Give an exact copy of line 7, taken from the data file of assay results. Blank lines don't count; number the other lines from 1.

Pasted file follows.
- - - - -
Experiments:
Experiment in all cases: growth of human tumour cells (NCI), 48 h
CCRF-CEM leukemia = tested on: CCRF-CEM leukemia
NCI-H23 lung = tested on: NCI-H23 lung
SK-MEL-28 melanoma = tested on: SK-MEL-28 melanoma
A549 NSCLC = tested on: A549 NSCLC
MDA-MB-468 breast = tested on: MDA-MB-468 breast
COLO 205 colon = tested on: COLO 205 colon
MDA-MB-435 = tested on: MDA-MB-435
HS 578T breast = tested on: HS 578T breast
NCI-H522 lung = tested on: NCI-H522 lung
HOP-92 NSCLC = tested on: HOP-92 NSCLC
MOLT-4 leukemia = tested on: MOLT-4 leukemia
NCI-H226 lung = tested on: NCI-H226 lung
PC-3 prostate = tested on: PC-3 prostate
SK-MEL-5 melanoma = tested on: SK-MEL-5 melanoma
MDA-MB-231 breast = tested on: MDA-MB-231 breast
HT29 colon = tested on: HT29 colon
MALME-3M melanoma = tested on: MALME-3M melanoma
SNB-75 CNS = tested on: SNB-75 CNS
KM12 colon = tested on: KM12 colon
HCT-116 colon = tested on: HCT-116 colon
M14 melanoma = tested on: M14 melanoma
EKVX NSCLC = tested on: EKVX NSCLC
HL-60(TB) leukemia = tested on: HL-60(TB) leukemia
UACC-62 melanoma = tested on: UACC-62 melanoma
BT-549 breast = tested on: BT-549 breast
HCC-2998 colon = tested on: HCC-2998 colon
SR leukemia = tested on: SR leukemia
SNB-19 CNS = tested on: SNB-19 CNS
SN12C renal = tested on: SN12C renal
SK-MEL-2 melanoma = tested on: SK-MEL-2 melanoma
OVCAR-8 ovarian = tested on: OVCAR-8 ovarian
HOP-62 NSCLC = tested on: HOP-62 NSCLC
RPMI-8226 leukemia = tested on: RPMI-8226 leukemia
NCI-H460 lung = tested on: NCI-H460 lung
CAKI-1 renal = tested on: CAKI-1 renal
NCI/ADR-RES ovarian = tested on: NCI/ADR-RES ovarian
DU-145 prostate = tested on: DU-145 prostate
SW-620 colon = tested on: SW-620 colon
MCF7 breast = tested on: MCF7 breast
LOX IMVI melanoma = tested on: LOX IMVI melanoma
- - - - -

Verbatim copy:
MDA-MB-468 breast = tested on: MDA-MB-468 breast